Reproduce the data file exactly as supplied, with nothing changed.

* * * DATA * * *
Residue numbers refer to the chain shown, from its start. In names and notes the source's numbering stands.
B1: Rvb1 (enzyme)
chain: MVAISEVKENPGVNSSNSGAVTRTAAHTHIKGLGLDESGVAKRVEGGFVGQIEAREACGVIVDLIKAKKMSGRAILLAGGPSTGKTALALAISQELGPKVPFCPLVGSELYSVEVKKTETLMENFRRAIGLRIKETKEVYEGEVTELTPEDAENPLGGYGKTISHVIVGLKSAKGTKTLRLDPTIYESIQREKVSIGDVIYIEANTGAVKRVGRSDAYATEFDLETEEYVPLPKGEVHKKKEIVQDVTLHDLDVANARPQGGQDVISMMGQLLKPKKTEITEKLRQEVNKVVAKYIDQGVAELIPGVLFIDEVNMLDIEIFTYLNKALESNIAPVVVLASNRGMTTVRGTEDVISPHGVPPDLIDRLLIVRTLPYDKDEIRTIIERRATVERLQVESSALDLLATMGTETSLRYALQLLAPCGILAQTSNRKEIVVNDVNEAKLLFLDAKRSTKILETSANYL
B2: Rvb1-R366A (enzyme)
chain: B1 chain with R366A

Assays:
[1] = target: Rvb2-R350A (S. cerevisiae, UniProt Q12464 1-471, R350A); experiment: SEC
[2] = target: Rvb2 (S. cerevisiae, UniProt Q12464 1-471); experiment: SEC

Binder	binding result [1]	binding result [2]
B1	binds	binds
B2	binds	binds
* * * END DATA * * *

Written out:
Residue numbers refer to the chain shown, from its start. In names and notes the source's numbering stands.
B1: Rvb1 (enzyme)
chain: MVAISEVKENPGVNSSNSGAVTRTAAHTHIKGLGLDESGVAKRVEGGFVGQIEAREACGVIVDLIKAKKMSGRAILLAGGPSTGKTALALAISQELGPKVPFCPLVGSELYSVEVKKTETLMENFRRAIGLRIKETKEVYEGEVTELTPEDAENPLGGYGKTISHVIVGLKSAKGTKTLRLDPTIYESIQREKVSIGDVIYIEANTGAVKRVGRSDAYATEFDLETEEYVPLPKGEVHKKKEIVQDVTLHDLDVANARPQGGQDVISMMGQLLKPKKTEITEKLRQEVNKVVAKYIDQGVAELIPGVLFIDEVNMLDIEIFTYLNKALESNIAPVVVLASNRGMTTVRGTEDVISPHGVPPDLIDRLLIVRTLPYDKDEIRTIIERRATVERLQVESSALDLLATMGTETSLRYALQLLAPCGILAQTSNRKEIVVNDVNEAKLLFLDAKRSTKILETSANYL
B2: Rvb1-R366A (enzyme)
chain: B1 chain with R366A

Assays:
[1] = target: Rvb2-R350A (S. cerevisiae, UniProt Q12464 1-471, R350A); experiment: SEC
[2] = target: Rvb2 (S. cerevisiae, UniProt Q12464 1-471); experiment: SEC

Binder	binding result [1]	binding result [2]
B1	binds	binds
B2	binds	binds